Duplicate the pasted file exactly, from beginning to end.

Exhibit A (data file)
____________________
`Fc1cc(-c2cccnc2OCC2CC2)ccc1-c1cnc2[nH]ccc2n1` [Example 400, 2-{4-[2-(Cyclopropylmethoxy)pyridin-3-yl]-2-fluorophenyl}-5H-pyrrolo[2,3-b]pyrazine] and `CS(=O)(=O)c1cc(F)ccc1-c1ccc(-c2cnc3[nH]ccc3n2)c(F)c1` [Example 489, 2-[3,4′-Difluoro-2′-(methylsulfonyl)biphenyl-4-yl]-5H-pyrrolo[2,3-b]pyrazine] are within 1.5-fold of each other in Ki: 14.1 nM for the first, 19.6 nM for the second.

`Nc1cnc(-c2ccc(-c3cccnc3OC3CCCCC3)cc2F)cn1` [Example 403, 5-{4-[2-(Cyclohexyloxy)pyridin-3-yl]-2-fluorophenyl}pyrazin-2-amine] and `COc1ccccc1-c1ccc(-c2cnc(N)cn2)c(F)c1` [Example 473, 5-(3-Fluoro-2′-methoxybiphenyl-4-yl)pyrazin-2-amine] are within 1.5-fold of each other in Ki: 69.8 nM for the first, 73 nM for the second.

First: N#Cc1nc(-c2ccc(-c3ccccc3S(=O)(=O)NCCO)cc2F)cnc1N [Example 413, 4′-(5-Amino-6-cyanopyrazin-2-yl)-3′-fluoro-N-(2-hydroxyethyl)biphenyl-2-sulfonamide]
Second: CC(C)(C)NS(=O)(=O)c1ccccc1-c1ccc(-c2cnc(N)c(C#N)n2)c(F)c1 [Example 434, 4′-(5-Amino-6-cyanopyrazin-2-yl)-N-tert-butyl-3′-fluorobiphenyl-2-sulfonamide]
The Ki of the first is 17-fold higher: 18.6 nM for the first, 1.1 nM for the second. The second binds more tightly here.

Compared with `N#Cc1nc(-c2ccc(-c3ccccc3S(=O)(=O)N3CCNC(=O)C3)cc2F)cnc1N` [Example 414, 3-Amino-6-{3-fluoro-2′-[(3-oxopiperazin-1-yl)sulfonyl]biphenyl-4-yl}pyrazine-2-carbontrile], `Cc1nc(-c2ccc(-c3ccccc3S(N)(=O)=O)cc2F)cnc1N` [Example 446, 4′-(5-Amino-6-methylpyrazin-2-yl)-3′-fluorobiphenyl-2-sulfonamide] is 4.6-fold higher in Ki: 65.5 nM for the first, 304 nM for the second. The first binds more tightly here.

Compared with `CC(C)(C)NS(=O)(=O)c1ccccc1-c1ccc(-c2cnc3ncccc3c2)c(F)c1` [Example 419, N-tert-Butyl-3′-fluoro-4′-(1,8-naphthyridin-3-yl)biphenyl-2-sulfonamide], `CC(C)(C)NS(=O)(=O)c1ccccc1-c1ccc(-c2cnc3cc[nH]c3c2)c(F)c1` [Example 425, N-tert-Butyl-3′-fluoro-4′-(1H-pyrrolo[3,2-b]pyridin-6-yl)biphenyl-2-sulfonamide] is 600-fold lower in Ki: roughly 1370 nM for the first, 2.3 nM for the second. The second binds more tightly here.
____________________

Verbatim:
`Fc1cc(-c2cccnc2OCC2CC2)ccc1-c1cnc2[nH]ccc2n1` [Example 400, 2-{4-[2-(Cyclopropylmethoxy)pyridin-3-yl]-2-fluorophenyl}-5H-pyrrolo[2,3-b]pyrazine] and `CS(=O)(=O)c1cc(F)ccc1-c1ccc(-c2cnc3[nH]ccc3n2)c(F)c1` [Example 489, 2-[3,4′-Difluoro-2′-(methylsulfonyl)biphenyl-4-yl]-5H-pyrrolo[2,3-b]pyrazine] are within 1.5-fold of each other in Ki: 14.1 nM for the first, 19.6 nM for the second.

`Nc1cnc(-c2ccc(-c3cccnc3OC3CCCCC3)cc2F)cn1` [Example 403, 5-{4-[2-(Cyclohexyloxy)pyridin-3-yl]-2-fluorophenyl}pyrazin-2-amine] and `COc1ccccc1-c1ccc(-c2cnc(N)cn2)c(F)c1` [Example 473, 5-(3-Fluoro-2′-methoxybiphenyl-4-yl)pyrazin-2-amine] are within 1.5-fold of each other in Ki: 69.8 nM for the first, 73 nM for the second.

First: N#Cc1nc(-c2ccc(-c3ccccc3S(=O)(=O)NCCO)cc2F)cnc1N [Example 413, 4′-(5-Amino-6-cyanopyrazin-2-yl)-3′-fluoro-N-(2-hydroxyethyl)biphenyl-2-sulfonamide]
Second: CC(C)(C)NS(=O)(=O)c1ccccc1-c1ccc(-c2cnc(N)c(C#N)n2)c(F)c1 [Example 434, 4′-(5-Amino-6-cyanopyrazin-2-yl)-N-tert-butyl-3′-fluorobiphenyl-2-sulfonamide]
The Ki of the first is 17-fold higher: 18.6 nM for the first, 1.1 nM for the second. The second binds more tightly here.

Compared with `N#Cc1nc(-c2ccc(-c3ccccc3S(=O)(=O)N3CCNC(=O)C3)cc2F)cnc1N` [Example 414, 3-Amino-6-{3-fluoro-2′-[(3-oxopiperazin-1-yl)sulfonyl]biphenyl-4-yl}pyrazine-2-carbontrile], `Cc1nc(-c2ccc(-c3ccccc3S(N)(=O)=O)cc2F)cnc1N` [Example 446, 4′-(5-Amino-6-methylpyrazin-2-yl)-3′-fluorobiphenyl-2-sulfonamide] is 4.6-fold higher in Ki: 65.5 nM for the first, 304 nM for the second. The first binds more tightly here.

Compared with `CC(C)(C)NS(=O)(=O)c1ccccc1-c1ccc(-c2cnc3ncccc3c2)c(F)c1` [Example 419, N-tert-Butyl-3′-fluoro-4′-(1,8-naphthyridin-3-yl)biphenyl-2-sulfonamide], `CC(C)(C)NS(=O)(=O)c1ccccc1-c1ccc(-c2cnc3cc[nH]c3c2)c(F)c1` [Example 425, N-tert-Butyl-3′-fluoro-4′-(1H-pyrrolo[3,2-b]pyridin-6-yl)biphenyl-2-sulfonamide] is 600-fold lower in Ki: roughly 1370 nM for the first, 2.3 nM for the second. The second binds more tightly here.